China has been forced to pull out of a summit with the European Union (EU) because French President Nicolas Sarkozy's decision to meet the Dalai Lama concerns China's sovereignty and territorial integrity, as well as the country's core interests, Foreign Ministry spokesman Qin Gang said on Friday.
The summit was planned for Monday in Lyon, France, which currently holds the EU's rotating presidency.
European and Chinese leaders were scheduled to discuss trade issues and the reforming of global financial regulations at the summit.
"China has paid great attention to the summit and was actively preparing for it" when Sarkozy made a "high-profile" announcement to meet the Dalai Lama. This has made the Chinese government and people strongly dissatisfied, Qin said in a statement.
To safeguard Sino-French and Sino-EU relations, the Chinese side has repeatedly asked the French side to properly handle issues concerning Tibet.
The Chinese side has asked France to prevent such issues from disrupting the planned meeting between Chinese and EU leaders, Qin said.
"It is regretful that Paris has failed to respond positively to China's sincerity and efforts in this regard, thus damaging the atmosphere for the summit," he said.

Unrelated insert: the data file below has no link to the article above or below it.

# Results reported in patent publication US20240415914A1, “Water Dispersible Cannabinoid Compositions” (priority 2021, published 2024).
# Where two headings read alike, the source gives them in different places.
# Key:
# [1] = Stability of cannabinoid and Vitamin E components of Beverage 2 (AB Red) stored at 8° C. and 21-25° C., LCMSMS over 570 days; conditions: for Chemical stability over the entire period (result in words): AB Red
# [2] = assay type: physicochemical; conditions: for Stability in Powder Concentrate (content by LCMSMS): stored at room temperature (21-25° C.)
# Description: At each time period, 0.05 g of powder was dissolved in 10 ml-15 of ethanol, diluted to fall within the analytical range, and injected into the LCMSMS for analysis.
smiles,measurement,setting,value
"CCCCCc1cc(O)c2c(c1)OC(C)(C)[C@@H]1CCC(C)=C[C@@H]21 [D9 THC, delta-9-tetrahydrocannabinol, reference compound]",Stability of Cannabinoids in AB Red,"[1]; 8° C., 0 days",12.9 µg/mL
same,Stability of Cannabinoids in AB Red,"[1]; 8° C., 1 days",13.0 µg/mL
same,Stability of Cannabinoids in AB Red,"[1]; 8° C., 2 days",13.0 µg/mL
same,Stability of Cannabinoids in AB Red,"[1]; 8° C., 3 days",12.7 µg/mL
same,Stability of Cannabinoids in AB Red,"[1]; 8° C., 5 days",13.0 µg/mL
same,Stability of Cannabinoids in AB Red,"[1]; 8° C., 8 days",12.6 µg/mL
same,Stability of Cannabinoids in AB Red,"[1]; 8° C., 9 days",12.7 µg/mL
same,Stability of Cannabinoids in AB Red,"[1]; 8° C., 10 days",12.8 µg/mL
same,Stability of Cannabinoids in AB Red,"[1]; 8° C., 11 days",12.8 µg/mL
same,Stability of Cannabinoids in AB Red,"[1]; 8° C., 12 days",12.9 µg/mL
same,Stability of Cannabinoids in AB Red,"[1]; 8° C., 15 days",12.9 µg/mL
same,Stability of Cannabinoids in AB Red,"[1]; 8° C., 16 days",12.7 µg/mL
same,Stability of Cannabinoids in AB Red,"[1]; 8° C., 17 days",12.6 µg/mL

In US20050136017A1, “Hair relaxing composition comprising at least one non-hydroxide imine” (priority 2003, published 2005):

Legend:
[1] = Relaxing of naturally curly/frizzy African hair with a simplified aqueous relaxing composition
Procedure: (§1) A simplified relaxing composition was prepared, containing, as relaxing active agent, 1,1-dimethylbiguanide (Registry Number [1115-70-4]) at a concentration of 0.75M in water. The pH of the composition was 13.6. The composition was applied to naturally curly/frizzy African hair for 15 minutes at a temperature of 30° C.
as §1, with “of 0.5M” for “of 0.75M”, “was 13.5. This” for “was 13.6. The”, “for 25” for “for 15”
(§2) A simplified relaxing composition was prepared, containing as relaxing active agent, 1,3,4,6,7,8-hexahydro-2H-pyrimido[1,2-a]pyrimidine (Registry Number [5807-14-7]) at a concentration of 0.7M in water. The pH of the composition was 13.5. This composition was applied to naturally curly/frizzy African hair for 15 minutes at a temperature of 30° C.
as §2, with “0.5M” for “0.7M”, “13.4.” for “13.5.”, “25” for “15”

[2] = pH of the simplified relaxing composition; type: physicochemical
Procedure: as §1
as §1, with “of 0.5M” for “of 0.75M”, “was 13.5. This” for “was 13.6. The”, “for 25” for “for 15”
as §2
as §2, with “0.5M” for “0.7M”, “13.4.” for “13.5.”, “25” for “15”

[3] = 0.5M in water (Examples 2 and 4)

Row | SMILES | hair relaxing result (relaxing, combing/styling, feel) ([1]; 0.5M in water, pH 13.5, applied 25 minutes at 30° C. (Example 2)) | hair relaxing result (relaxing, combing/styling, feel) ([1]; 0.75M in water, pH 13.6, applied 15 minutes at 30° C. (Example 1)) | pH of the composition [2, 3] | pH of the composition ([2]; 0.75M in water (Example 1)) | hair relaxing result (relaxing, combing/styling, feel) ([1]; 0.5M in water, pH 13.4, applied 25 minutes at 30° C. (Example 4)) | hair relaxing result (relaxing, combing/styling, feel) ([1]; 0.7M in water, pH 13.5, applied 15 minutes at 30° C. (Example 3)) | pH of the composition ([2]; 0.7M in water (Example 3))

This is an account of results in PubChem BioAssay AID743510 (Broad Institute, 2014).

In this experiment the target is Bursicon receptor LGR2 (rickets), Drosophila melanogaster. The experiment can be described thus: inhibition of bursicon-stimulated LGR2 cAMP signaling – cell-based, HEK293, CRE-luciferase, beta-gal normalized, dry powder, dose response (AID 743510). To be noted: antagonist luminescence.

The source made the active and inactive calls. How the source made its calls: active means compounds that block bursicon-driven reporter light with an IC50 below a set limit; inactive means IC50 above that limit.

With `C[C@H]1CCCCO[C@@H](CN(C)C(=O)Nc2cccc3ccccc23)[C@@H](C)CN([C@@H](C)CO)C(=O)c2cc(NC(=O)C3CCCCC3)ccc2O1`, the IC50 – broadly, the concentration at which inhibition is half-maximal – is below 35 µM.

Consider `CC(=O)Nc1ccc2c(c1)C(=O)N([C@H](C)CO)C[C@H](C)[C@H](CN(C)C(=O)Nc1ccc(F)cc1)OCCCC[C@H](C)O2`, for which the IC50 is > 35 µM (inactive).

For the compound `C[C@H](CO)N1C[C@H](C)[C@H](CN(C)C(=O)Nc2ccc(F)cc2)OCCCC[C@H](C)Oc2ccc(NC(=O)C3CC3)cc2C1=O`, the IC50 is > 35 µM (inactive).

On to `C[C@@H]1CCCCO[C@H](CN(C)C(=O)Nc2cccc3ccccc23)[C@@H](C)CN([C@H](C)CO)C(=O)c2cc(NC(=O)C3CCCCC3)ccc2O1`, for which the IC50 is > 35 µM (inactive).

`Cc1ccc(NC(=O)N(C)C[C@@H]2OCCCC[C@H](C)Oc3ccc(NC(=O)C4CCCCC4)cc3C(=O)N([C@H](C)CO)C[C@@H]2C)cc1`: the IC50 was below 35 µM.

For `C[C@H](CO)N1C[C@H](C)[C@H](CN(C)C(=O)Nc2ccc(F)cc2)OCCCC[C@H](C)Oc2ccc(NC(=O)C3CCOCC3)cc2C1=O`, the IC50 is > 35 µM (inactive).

"Under such circumstances, China has no other choice but to put off the summit. And China should bear no responsibility for the current situation."
The meeting of Chinese and EU leaders will depend on the practical measures France will take to create the necessary conditions and atmosphere, Qin said.
China resolutely opposes any foreign leaders meeting the Dalai Lama. "This is a position we have made clear to the French side repeatedly," he said.
Qin expressed hope that France would keep its promise, respect and properly handle China's concerns over its sovereignty and territorial integrity.
At a news conference on Thursday in Beijing, Qin also criticized Sarkozy for his decision to meet the Dalai Lama.
"Since France has major interests in China and since the French leader repeatedly says he takes China as a major strategic partner, why then is he doing this?" Qin asked.
"This is exactly where we feel confused and where the Chinese government and people express strong dissatisfaction," he said.